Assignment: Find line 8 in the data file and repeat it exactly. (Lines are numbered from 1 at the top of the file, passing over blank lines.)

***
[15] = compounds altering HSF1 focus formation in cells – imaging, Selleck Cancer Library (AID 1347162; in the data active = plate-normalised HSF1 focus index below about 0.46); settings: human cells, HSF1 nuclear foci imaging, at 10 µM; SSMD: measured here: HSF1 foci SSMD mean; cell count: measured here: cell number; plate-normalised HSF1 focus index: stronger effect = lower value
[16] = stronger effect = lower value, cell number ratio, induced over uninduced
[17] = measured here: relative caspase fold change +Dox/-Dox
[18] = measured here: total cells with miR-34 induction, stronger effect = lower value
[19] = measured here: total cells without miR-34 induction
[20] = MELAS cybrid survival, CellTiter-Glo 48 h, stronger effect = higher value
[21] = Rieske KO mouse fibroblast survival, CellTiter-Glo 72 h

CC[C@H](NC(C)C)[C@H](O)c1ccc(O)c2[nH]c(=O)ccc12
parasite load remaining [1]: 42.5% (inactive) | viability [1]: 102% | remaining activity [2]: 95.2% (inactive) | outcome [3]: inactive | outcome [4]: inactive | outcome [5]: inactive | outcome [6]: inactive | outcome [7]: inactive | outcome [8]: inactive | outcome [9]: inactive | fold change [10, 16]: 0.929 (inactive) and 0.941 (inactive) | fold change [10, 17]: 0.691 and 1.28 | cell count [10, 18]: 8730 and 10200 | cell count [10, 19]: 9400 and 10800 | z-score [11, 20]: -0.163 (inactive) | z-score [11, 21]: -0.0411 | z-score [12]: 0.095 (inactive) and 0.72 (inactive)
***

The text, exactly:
CC[C@H](NC(C)C)[C@H](O)c1ccc(O)c2[nH]c(=O)ccc12